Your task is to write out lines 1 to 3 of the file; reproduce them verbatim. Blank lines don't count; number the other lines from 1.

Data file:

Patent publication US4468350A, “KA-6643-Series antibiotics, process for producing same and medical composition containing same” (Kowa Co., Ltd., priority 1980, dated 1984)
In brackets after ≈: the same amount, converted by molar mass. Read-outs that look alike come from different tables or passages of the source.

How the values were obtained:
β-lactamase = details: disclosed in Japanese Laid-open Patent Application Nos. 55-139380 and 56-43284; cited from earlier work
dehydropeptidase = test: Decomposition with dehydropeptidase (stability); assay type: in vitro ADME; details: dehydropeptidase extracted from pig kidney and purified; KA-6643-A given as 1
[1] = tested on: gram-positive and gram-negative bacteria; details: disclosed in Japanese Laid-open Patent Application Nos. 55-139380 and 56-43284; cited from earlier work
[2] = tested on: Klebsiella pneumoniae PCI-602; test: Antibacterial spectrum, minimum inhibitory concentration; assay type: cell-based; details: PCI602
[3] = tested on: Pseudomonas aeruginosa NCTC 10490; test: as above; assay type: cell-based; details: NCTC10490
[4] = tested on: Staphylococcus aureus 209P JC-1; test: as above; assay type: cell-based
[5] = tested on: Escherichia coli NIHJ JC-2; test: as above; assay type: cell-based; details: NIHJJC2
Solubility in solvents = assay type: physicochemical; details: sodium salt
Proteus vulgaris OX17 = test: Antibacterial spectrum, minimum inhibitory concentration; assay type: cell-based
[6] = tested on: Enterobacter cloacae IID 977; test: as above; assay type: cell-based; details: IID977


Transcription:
Patent publication US4468350A, “KA-6643-Series antibiotics, process for producing same and medical composition containing same” (Kowa Co., Ltd., priority 1980, dated 1984)
In brackets after ≈: the same amount, converted by molar mass. Read-outs that look alike come from different tables or passages of the source.

How the values were obtained: